A debt we can’t repay

With today  being Veterans Day, some area schools were closed for the day. Students and perhaps teachers as well were celebrating a day from school. To some it is nothing more than that – a day away from school.
It is that kind of attitude which has permeated our society and cheapened the sacrifices made by those who have served our country to preserve our freedoms. Veterans are to be commended, thanked for their service and shown respect. It doesn’t matter whether or not you agree with the latest government politics or the wars which have been fought.
These men and women sacrificed much to be in the service of their country. Something they voluntarily and selflessly decided they wanted to do.
Yes, they are human. Yes, they make mistakes but not everyone serves their country. Their service was an honorable pursuit — freedom and security.
We have regulated our veterans to second class citizens, even lower than those who come into the country illegally and our country, the very country they served, has all but turned its back on them.
We celebrate parenthood, we celebrate gay pride, we celebrate marriage and other milestones but we don’t boldly and purposefully celebrate our veterans in the same way. This is a travesty.
Most of us have been shielded from how bad things really are in foreign countries and our country is protected because of our veterans. We owe them a debt of gratitude. It is a debt we cannot repay.
Veterans Day is a day to honor those men and women who answered the call to defend our country. Our country’s greatness and strength has come from the fact that their service is woven into the fabric of our history.
Last time I checked, more than 26 million veterans are living in our country. One million of those have been wounded and many receive treatment for injuries on the battlefield and post traumatic stress disorder.
Since 1776, almost two million men and women have made the ultimate sacrifice in combat. Whether they served in times of peace or war, veterans share a common bond — the belief in our freedom.
Statistics show that one in six post 9/11 veterans has a substance abuse problem. In fact, prescription drug abuse for U.S. military personnel doubled between 2002 and 2005 and then almost tripled the next three years.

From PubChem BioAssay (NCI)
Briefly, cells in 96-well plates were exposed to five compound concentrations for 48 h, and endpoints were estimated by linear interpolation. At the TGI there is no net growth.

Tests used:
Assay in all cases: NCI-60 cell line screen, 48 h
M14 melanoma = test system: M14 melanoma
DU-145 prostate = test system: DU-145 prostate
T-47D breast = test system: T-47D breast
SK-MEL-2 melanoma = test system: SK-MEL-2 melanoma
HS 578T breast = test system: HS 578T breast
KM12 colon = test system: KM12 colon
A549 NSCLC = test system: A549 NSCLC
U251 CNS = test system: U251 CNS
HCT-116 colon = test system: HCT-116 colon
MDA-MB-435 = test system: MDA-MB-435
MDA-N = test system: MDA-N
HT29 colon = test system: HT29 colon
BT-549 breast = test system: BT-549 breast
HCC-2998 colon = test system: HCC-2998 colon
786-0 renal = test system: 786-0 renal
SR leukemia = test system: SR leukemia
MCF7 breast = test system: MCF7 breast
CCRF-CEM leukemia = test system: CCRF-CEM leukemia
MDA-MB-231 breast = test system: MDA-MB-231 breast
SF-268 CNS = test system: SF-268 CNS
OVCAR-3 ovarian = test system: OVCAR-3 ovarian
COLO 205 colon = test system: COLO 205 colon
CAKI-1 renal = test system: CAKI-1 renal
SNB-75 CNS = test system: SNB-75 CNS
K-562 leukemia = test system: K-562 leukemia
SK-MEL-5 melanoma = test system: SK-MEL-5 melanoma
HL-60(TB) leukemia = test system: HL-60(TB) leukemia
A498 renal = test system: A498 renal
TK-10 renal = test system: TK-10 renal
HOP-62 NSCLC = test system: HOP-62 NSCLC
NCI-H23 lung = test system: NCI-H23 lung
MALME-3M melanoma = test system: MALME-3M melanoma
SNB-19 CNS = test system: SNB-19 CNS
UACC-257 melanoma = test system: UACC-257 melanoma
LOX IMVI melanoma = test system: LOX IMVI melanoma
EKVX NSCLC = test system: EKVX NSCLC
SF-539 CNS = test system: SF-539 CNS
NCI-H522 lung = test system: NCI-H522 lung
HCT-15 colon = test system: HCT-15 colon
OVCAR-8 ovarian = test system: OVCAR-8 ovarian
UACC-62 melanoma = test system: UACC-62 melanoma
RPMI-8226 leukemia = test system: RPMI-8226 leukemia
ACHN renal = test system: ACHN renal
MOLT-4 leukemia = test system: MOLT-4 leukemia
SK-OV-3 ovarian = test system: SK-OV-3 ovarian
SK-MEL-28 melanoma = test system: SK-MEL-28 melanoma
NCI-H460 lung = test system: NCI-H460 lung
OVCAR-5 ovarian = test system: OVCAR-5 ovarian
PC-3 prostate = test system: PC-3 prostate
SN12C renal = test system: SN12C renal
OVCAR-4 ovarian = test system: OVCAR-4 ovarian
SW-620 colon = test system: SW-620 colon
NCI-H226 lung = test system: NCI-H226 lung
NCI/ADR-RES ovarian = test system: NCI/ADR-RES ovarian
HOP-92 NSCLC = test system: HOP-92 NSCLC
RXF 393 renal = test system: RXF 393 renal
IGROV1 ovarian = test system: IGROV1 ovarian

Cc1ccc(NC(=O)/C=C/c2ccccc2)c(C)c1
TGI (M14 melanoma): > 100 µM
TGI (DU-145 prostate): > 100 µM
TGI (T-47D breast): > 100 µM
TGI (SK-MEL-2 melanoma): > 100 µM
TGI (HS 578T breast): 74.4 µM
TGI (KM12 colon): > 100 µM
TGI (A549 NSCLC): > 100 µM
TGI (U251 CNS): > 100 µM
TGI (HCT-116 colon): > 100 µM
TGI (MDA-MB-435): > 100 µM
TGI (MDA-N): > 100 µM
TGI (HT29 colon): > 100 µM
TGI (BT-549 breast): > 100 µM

Sadly, one-third of America’s homeless people are veterans. On any given night in America, 67,000 veterans are on the streets, the majority suffering from substance abuse, mental illness or related disorders.
Veterans sometimes struggle with readjusting back into civilian life and we have been slack in trying to help them over that adjustment.
Estimates are that more than 2.4 million veterans from the Irag and Afghanistan wars suffer from PTSD or major depression. Only half of those even seek treatment. Some resort to drugs and alcohol which can lead them to be askew with the law. According to U. S. Department of Justice estimates, there are more than 700,000 veterans in the criminal justice system. And 22 veterans commit suicide every day in our country.
It is only in the past couple of years, we have learned how the Veterans Administration (VA) has failed in its duty. As a nation, if we truly value our veterans, we should cry foul and insist that veterans be given the care they deserve, whether in veterans’ or civilian facilities.
We may see veterans in our communities every day and not even know it. They may live next door, across the street and you may see them at the grocery store, church, your child’s school. They never expect recognition for all they have done but they sure do deserve it.
Last week two men came in to place an ad in the newspaper. They were dressed in casual clothes. During the conversation, it came up that the older man had served in the Air Force for many years. I thanked him for his service. Had we not engaged in conversation I may never have known he was a veteran. I saw him stand a little straighter when I thanked him.
I come from a long line of veterans. My father, several of his brothers, three of our sons and my husband, all served their country and were proud to do so, and none of them ever expected thanks. But because of their service, I still live in the land of the free. I am not sure how much longer that will continue with the way things are these days.
We should teach our young people about the service of our veterans and that we owe them much, especially the respect they deserve.
While many veterans have lost many things with injuries and age, nothing ever takes away that sense of pride for our country; a sense of honor and the knowledge they helped keep our country strong and free.
Not just on this Veterans Day — but every day — find a way to say thank you to every veteran and service member who you happen to run across. Better yet, offer to buy them a cup of coffee or lunch. Shake their hand. Do something.©2015
VICTORIA SIMMONS is an author, columnist, motivational speaker, minister and publisher of The Georgia Post/Byron Buzz. Contact her at: vsimmons54@gmail.com

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About vsimmons54

Veteran journalist of 40 years. Editor, Motivational Speaker, Ordained Minister, CEO of A Light in the Darkness Ministries, Lensclusive Photography, Babbling Brook Consulting and Design, event planner and author. I love to write and speak and I love Jesus. I also do copy writing and editing. Recently co-authored Vanished Towns Revisited.
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